Fieldwork Dilemmas: Anthropologists in Postsocialist States

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Hermine G. De Soto, Nora Dudwick
Univ of Wisconsin Press, 2000 - Social Science - 250 pages
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In Fieldwork Dilemmas ten anthropologists disclose the political and physical dangers inherent in field research. Focusing on former socialist states, they vividly depict the upheavals of everyday life in Eastern Europe, revealing how their informants and the communities in which they live undergo political and economic dislocations, plummeting living standards, emerging gender inequalities, and ethnic and nationalist violence.

Reports from Armenia, Bulgaria, eastern Germany, Kyrgyzstan, Macedonia, Russia, Serbia, and Uzbekistan show how fieldworkers struggle to reconcile previous experiences with postsocialist stereotypes about Soviet culture, the West, and the effects of the penetration of capitalism into noncapitalist societies. These fieldwork dilemmas are analyzed by anthropologists who are learning to position themselves professionally and personally in the field under often unstable, unpredictable situations. This volume will interest not only anthropologists but fieldworkers of all kinds, and not only scholars of Eastern Europe but all those who study rapid societal changes.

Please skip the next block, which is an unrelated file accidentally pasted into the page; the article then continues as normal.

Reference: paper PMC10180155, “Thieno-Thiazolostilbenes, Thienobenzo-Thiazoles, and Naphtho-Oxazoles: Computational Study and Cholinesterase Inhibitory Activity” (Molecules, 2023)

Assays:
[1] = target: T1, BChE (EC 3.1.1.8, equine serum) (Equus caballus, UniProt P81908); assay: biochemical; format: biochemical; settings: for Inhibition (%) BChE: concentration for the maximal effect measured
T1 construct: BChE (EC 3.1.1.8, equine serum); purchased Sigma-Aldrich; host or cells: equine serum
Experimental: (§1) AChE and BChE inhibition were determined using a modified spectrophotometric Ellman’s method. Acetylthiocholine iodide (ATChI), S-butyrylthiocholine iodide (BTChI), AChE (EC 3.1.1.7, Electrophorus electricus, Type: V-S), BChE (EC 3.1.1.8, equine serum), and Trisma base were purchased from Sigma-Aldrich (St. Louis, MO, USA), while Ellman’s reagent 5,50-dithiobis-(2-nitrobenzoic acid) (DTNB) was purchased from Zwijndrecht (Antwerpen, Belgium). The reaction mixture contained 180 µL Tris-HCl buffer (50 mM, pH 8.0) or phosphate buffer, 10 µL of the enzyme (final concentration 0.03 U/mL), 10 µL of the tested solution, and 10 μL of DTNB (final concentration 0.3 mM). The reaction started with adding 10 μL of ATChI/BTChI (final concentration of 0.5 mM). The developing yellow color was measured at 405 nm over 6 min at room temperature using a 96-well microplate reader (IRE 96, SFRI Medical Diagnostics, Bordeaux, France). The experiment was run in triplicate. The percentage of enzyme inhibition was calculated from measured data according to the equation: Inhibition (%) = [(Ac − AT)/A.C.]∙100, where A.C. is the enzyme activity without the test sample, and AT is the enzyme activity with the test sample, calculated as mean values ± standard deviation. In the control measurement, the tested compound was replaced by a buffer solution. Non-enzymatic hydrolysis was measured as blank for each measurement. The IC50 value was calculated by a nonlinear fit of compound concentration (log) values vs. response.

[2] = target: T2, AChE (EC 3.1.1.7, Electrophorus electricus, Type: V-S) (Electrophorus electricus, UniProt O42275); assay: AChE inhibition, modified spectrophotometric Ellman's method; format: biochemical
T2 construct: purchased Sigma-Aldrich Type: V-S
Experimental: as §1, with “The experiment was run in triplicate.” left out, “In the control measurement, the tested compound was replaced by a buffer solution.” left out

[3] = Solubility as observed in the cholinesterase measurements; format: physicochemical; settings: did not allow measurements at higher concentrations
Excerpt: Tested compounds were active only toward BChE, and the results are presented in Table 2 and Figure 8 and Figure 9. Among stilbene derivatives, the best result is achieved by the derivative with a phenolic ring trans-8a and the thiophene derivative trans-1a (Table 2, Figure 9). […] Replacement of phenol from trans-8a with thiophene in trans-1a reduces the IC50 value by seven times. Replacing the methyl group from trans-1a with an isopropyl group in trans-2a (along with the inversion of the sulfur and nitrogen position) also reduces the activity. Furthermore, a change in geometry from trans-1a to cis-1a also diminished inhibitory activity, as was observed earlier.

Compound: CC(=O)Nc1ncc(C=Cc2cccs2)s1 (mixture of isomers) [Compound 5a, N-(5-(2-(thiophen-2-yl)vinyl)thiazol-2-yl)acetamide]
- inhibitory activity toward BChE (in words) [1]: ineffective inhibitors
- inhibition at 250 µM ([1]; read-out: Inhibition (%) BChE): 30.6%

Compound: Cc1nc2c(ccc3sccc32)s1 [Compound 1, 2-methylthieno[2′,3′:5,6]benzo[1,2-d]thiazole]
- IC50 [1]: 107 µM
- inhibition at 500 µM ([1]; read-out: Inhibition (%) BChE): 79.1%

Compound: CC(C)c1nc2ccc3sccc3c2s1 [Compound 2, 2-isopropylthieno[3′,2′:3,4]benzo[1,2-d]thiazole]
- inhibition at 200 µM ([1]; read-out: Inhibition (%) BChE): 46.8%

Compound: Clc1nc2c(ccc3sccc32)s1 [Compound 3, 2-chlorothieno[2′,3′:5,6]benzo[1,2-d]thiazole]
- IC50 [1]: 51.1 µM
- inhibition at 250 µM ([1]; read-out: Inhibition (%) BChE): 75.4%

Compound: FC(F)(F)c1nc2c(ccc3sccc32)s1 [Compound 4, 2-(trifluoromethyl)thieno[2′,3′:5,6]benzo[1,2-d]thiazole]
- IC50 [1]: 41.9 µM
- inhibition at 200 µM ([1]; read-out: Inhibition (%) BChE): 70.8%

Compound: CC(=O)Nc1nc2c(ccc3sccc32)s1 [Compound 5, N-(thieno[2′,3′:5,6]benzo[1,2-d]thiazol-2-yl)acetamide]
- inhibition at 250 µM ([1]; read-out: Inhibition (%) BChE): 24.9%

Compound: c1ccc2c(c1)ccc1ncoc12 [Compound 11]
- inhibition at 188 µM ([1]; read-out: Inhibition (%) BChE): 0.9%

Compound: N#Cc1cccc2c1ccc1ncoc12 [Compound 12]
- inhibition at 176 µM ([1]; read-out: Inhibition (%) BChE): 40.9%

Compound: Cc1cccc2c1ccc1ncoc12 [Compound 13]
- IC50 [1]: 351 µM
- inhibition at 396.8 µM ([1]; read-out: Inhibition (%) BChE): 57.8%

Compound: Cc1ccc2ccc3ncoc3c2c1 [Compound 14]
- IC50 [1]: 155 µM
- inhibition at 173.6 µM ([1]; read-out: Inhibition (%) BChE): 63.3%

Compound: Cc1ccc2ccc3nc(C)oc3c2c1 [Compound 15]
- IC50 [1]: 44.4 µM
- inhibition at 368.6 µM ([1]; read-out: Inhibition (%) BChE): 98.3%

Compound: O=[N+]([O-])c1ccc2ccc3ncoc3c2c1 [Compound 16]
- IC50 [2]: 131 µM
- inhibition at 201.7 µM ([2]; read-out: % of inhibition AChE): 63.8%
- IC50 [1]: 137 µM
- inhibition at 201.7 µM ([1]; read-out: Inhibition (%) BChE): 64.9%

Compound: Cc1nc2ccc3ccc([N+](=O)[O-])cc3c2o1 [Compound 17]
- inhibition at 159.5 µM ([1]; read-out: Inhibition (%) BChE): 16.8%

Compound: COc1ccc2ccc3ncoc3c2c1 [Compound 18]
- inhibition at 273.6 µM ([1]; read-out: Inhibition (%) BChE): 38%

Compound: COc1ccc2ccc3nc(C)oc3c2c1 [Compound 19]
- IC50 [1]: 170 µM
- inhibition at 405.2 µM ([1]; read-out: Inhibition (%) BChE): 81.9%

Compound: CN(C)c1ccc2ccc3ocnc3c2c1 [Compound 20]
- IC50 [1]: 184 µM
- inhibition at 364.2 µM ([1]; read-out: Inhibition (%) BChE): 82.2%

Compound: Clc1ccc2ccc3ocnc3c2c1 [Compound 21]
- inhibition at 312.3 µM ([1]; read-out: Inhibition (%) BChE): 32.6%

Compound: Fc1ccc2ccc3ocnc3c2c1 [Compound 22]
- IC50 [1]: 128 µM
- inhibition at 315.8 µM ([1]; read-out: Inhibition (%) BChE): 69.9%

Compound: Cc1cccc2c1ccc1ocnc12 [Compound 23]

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Fieldwork dilemmas: anthropologists in postsocialist states

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De Soto and Dudwick, both staff anthropologists at the World Bank, have compiled ten reports on the physical and political dangers inherent in doing fieldwork in post-Socialist Eastern European states ... Read full review


Fieldwork in Disintegrating and Reintegrating Nations
Native and Other Dilemmas
How East Berlin Women
Negotiating Personal Relationships in
Intimations from an Uncertain Place

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About the author (2000)

De Soto is a staff anthropologist at the World Bank.

Dudwick is a staff anthropologist at the World Bank.

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